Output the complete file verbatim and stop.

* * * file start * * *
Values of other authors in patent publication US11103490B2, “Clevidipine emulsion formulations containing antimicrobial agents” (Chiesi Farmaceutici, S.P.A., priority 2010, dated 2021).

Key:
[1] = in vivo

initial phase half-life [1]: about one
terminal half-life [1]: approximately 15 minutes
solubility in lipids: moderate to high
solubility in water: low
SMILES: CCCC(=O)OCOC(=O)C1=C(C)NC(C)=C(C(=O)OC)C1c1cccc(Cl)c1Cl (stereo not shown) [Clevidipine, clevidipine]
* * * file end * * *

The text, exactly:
Values of other authors in patent publication US11103490B2, “Clevidipine emulsion formulations containing antimicrobial agents” (Chiesi Farmaceutici, S.P.A., priority 2010, dated 2021).

Key:
[1] = in vivo

initial phase half-life [1]: about one
terminal half-life [1]: approximately 15 minutes
solubility in lipids: moderate to high
solubility in water: low
SMILES: CCCC(=O)OCOC(=O)C1=C(C)NC(C)=C(C(=O)OC)C1c1cccc(Cl)c1Cl (stereo not shown) [Clevidipine, clevidipine]